The number of patients waiting more than a year for routine operations on the NHS has hit its highest level since April 2008, official figures showed today.
Almost 225,000 people had went at least 52 weeks without treatment in December, according to NHS England.
For comparison, the figure was below 2,000 for almost every month in 2019, before Britain’s health service was slammed by the first wave of the Covid pandemic.
Surgeons today warned tens of thousands of patients waiting to be seen will be in excruciating pain and be unable to get on with ‘day-to-day family life or work’.
Leading medics said the shocking data revealed the ‘enormous toll’ of coronavirus on the health service, and said they really ‘hit home what shape the NHS is in and how long the road to recovery is going to be’.
Separate NHS data today also showed the number of A&E attendances is still below levels last year, with thousands choosing to stay away from hospitals over fears of catching coronavirus.
Despite the gloomy figures laying bare exactly how much the NHS struggled during the second wave, the number of Covid patients in hospitals is still falling rapidly.
Department of Health figures show there were almost 27,000 infected Brits needing hospital care on February 8, the most recent day figures are available for. In contrast, the figure almost topped 40,000 during the darkest days of January.
But there are still more coronavirus patients on wards than during the worst spell of the first wave.
The number of patients waiting more than a year for surgery hit the highest levels since April 2008 in December, NHS England figures published today show
The number of patients on NHS waiting lists hit 4.52million in December, the highest number since records began in August 2007
WOMAN, 52, HAS BEEN WAITING MORE THAN A YEAR FOR FOOT SURGERY TO TREAT ARTHRITIS
Donna, 52, from Lancashire, is left in agony ‘every single day’
Donna, 52, from Lancashire, is left in agony ‘every single day’ with rheumatoid arthritis and osteoarthritis and was due to have reconstruction surgery on the front half of her right foot.
She agreed to have surgery in December 2019 but her pre-op appointment was cancelled due to Covid-19 and she is still waiting for a referral.
Donna revealed how the pain is ‘constant’ and has been recommenced ibuprofen which she describes as ‘putting a plaster over a gaping wound’.
‘The pain isn’t something that affects me every now and then, it’s a problem every single day,’ she explained.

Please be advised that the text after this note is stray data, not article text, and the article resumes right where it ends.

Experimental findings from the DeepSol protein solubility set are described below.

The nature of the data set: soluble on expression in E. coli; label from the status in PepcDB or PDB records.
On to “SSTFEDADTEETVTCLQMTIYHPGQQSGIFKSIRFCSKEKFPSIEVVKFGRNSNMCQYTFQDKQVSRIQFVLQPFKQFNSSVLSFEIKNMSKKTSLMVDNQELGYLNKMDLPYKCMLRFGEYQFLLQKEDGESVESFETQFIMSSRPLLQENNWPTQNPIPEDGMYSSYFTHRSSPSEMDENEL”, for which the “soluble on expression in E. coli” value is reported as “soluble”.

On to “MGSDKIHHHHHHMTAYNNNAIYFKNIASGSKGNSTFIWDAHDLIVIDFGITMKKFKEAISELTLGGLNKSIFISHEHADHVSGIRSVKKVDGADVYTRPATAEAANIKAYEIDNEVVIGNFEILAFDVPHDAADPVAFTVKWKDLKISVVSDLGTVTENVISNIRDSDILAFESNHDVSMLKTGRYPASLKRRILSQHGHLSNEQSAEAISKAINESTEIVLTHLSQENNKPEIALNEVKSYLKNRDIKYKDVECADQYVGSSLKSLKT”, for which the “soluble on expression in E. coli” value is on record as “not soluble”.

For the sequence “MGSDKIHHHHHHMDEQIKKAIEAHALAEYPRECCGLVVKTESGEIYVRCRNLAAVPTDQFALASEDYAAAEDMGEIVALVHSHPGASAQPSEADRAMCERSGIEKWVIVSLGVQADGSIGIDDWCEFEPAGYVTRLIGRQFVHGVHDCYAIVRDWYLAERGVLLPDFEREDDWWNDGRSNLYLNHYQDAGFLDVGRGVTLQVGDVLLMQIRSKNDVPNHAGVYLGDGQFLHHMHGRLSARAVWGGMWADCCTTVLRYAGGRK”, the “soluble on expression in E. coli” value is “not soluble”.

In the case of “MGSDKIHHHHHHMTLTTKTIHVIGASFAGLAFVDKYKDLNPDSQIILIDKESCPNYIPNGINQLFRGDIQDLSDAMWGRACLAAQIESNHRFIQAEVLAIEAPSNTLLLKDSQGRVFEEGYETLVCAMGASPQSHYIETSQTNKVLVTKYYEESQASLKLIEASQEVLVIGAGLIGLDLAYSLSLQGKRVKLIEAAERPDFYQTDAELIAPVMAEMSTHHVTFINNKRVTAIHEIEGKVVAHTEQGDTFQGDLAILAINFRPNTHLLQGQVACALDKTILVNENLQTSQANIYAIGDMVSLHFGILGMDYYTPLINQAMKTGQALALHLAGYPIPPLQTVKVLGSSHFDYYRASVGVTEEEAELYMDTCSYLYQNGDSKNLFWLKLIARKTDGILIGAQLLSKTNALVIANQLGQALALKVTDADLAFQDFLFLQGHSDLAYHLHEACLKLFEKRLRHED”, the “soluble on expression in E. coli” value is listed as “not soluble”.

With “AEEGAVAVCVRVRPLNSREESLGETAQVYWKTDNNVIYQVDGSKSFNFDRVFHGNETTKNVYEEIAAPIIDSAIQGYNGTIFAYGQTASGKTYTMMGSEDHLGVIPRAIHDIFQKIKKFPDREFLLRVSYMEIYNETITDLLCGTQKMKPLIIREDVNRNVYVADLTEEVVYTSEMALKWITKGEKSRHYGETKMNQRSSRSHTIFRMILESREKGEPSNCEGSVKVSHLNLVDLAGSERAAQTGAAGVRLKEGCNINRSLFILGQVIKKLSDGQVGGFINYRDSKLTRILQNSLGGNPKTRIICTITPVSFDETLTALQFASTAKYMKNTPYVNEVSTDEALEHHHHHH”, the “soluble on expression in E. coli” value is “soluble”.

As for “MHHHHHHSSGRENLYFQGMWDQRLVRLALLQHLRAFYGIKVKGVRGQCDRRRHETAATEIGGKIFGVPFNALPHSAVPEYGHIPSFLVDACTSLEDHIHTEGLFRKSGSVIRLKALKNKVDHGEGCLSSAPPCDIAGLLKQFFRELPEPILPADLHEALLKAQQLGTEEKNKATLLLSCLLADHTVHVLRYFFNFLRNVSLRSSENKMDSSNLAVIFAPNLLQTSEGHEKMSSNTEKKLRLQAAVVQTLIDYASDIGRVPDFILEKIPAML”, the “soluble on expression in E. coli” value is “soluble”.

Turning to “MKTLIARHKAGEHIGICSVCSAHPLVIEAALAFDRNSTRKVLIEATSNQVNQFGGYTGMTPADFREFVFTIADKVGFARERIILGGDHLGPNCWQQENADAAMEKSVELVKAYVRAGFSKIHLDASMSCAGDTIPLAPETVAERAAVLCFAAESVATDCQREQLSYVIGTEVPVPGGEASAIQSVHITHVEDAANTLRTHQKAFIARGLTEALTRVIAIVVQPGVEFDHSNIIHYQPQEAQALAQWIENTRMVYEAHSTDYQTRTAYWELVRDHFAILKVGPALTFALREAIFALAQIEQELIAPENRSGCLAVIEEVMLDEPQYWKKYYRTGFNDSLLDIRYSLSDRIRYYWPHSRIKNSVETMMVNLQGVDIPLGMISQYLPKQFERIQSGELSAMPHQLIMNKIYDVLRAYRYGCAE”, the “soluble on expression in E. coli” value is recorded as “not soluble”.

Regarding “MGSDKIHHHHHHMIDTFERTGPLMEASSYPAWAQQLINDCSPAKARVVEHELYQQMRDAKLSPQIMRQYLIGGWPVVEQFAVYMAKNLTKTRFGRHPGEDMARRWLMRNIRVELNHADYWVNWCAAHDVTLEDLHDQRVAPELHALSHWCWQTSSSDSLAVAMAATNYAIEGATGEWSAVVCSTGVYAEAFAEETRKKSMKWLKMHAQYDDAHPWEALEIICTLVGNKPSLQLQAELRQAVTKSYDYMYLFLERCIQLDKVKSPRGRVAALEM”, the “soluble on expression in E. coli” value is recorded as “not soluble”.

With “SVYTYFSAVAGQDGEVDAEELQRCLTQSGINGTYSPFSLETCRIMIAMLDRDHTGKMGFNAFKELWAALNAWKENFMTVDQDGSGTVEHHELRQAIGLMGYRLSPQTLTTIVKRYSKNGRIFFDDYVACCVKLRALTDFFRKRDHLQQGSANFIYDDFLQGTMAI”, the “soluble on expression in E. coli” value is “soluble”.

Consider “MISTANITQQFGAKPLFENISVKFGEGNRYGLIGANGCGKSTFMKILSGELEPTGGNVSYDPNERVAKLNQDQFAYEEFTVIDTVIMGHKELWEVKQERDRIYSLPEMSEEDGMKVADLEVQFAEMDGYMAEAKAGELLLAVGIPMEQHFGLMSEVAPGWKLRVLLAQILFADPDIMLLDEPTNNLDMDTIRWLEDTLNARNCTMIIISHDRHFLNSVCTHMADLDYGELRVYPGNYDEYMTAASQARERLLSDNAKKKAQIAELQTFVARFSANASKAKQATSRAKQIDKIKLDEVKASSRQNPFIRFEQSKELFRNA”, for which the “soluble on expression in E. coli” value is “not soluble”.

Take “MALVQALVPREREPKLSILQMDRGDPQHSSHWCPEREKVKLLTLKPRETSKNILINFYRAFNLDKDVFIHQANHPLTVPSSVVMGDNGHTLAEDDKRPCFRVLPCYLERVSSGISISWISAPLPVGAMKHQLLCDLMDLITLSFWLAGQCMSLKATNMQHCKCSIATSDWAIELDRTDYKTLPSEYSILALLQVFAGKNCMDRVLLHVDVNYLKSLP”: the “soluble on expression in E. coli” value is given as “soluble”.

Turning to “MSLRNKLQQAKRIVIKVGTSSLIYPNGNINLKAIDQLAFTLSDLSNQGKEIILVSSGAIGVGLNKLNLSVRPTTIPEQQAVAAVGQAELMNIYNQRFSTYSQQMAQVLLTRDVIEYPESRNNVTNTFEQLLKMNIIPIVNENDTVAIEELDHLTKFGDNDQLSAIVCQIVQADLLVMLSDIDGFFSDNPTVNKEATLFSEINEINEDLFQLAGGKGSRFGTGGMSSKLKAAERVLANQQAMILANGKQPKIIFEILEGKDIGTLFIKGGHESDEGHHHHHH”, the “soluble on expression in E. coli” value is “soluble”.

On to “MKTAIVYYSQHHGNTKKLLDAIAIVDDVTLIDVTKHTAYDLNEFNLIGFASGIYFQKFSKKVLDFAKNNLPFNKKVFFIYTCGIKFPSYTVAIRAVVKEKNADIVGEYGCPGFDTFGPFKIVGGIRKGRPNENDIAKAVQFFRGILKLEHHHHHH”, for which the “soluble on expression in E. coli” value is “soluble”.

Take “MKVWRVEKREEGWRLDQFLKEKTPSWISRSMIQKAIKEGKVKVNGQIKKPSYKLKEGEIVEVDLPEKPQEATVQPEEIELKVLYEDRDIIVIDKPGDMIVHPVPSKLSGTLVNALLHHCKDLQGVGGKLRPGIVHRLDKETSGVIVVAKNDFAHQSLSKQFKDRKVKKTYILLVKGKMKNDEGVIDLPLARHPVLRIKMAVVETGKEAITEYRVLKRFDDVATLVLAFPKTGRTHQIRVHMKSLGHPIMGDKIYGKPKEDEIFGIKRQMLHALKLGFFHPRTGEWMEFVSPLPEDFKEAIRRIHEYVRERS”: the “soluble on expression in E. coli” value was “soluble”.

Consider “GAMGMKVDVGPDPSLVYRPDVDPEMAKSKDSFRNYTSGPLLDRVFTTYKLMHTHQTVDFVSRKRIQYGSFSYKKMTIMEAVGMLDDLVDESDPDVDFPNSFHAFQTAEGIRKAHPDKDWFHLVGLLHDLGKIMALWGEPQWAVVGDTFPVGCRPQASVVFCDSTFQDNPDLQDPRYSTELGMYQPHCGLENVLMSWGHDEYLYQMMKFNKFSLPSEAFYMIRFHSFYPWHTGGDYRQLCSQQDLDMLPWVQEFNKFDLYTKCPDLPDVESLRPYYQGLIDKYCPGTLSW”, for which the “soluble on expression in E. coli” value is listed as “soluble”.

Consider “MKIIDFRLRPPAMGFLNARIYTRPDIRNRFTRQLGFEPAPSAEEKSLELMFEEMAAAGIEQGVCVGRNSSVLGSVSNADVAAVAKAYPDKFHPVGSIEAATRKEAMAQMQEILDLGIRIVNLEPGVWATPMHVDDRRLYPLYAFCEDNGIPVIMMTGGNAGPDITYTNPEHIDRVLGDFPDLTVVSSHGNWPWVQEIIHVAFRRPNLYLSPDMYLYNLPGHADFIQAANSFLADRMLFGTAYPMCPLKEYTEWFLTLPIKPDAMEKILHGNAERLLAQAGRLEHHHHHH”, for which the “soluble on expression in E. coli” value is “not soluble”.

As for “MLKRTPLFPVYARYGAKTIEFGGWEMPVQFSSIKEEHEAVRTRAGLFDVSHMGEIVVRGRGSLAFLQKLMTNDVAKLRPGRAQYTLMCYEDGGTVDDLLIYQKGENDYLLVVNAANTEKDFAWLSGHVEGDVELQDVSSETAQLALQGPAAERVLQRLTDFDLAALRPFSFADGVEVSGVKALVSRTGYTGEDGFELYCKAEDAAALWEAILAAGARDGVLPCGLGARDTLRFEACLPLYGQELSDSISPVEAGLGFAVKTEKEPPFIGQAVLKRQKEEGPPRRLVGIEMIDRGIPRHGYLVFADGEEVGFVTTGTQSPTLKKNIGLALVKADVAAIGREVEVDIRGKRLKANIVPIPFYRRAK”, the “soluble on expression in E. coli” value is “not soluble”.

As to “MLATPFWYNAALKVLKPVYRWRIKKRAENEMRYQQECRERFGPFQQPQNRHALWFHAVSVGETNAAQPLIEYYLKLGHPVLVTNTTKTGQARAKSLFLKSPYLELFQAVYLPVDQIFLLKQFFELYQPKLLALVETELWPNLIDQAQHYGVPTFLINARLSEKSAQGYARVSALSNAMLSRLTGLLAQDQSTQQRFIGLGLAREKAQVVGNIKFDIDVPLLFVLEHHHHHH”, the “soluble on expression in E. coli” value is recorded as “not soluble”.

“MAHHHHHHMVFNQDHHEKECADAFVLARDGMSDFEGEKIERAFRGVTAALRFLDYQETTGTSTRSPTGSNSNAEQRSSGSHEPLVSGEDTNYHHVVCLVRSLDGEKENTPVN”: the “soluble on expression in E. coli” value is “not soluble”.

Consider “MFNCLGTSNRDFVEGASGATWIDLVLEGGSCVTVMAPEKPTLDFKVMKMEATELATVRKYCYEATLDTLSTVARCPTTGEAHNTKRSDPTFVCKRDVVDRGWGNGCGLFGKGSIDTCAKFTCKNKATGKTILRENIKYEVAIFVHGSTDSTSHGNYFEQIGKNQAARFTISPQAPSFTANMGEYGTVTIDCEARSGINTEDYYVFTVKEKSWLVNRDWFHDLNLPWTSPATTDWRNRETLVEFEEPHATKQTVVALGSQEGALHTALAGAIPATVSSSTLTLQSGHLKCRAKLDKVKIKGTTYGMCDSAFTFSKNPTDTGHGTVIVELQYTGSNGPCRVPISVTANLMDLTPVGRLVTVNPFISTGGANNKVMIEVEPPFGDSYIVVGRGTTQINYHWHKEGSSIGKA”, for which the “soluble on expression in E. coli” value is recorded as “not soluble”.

‘Imagine two pebbles grinding against the bone in your feet. It’s constant. It causes a lot of problems in my life, physically and mentally.’
Donna explained how she had prepared herself for surgery but was left in tears when she was told in was put on hold and often feels ‘really down’.
‘I psyched myself up for having the surgery, so the day I was told nothing would be happening, I was so upset. I work from home at moment and some days my husband comes home and I’m crying, feeling really down,’ she said.
Donna said she sometimes able to go for a short walk on days when the pain is less severe.
The shocking figures come after health bosses yesterday warned waits of more than a year for treatment will become a staple moving forward due to the damage done by the winter Covid wave.
In a letter to the Prime Minister, the NHS Confederation claimed people should not expect non-Covid care to rebound as quickly as it did last summer following the first peak.
It urged the Government to have ‘an honest conversation’ with the public about the future, warning that patients can expect to be waiting over 12 months for routine operations ‘for some years’.
NHS figures published today also showed there were 4.52million patients on the main waiting list, the highest number since records began in August 2007.
And they revealed the total number of people admitted for routine operations fell 25 per cent in December, compared to a year earlier.
Some 190,604 NHS patients received treatment during the month, down from 253,318 at the same time last year.